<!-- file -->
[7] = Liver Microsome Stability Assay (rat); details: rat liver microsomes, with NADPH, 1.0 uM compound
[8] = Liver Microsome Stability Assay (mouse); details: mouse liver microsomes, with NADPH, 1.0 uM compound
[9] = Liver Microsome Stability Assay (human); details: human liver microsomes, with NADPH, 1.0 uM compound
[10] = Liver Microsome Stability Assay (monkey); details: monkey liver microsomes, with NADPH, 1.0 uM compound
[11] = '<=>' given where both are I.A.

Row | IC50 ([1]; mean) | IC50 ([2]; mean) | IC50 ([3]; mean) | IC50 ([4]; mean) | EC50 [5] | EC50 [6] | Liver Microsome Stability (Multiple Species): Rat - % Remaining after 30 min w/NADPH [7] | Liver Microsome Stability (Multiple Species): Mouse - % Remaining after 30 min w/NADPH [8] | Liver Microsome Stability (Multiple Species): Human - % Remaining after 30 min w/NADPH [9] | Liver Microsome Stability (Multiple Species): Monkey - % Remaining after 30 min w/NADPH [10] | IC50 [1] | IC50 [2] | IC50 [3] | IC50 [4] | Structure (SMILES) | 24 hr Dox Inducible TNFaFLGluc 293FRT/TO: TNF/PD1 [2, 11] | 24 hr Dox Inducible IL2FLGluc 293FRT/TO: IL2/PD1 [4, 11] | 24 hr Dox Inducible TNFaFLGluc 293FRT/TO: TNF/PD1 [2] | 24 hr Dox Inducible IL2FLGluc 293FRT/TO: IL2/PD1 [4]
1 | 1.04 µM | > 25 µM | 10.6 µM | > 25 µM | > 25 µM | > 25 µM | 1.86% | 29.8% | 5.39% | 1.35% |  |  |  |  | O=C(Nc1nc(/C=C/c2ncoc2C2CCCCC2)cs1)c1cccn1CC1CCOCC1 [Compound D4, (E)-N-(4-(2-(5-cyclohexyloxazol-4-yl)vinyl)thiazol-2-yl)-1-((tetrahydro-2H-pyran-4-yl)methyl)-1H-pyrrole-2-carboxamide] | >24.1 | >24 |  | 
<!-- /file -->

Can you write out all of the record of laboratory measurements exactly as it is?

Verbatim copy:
[7] = Liver Microsome Stability Assay (rat); details: rat liver microsomes, with NADPH, 1.0 uM compound
[8] = Liver Microsome Stability Assay (mouse); details: mouse liver microsomes, with NADPH, 1.0 uM compound
[9] = Liver Microsome Stability Assay (human); details: human liver microsomes, with NADPH, 1.0 uM compound
[10] = Liver Microsome Stability Assay (monkey); details: monkey liver microsomes, with NADPH, 1.0 uM compound
[11] = '<=>' given where both are I.A.

Row | IC50 ([1]; mean) | IC50 ([2]; mean) | IC50 ([3]; mean) | IC50 ([4]; mean) | EC50 [5] | EC50 [6] | Liver Microsome Stability (Multiple Species): Rat - % Remaining after 30 min w/NADPH [7] | Liver Microsome Stability (Multiple Species): Mouse - % Remaining after 30 min w/NADPH [8] | Liver Microsome Stability (Multiple Species): Human - % Remaining after 30 min w/NADPH [9] | Liver Microsome Stability (Multiple Species): Monkey - % Remaining after 30 min w/NADPH [10] | IC50 [1] | IC50 [2] | IC50 [3] | IC50 [4] | Structure (SMILES) | 24 hr Dox Inducible TNFaFLGluc 293FRT/TO: TNF/PD1 [2, 11] | 24 hr Dox Inducible IL2FLGluc 293FRT/TO: IL2/PD1 [4, 11] | 24 hr Dox Inducible TNFaFLGluc 293FRT/TO: TNF/PD1 [2] | 24 hr Dox Inducible IL2FLGluc 293FRT/TO: IL2/PD1 [4]
1 | 1.04 µM | > 25 µM | 10.6 µM | > 25 µM | > 25 µM | > 25 µM | 1.86% | 29.8% | 5.39% | 1.35% |  |  |  |  | O=C(Nc1nc(/C=C/c2ncoc2C2CCCCC2)cs1)c1cccn1CC1CCOCC1 [Compound D4, (E)-N-(4-(2-(5-cyclohexyloxazol-4-yl)vinyl)thiazol-2-yl)-1-((tetrahydro-2H-pyran-4-yl)methyl)-1H-pyrrole-2-carboxamide] | >24.1 | >24 |  | 